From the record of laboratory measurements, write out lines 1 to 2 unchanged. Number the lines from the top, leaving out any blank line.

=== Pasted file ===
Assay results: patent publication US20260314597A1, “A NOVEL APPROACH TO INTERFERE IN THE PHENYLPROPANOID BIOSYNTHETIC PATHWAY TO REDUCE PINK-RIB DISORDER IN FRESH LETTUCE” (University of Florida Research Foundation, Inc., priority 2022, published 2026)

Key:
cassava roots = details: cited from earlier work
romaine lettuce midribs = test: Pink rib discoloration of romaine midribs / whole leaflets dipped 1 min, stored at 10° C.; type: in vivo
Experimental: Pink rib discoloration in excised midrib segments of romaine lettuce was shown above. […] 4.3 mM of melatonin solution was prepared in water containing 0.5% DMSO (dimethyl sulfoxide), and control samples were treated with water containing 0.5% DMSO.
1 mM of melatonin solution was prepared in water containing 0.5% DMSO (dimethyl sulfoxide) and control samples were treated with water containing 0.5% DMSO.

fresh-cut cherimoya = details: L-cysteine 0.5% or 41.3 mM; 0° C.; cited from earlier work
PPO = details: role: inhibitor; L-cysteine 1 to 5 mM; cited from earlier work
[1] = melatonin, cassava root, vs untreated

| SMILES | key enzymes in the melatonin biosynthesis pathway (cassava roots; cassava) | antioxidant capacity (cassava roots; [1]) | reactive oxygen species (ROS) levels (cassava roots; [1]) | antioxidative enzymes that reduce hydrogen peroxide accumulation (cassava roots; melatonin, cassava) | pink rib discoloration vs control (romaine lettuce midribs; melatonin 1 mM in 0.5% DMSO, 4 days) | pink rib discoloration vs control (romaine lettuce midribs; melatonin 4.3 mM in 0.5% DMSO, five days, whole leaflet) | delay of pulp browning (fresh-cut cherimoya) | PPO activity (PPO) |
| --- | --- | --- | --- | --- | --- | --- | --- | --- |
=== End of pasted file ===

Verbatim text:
Assay results: patent publication US20260314597A1, “A NOVEL APPROACH TO INTERFERE IN THE PHENYLPROPANOID BIOSYNTHETIC PATHWAY TO REDUCE PINK-RIB DISORDER IN FRESH LETTUCE” (University of Florida Research Foundation, Inc., priority 2022, published 2026)

Key: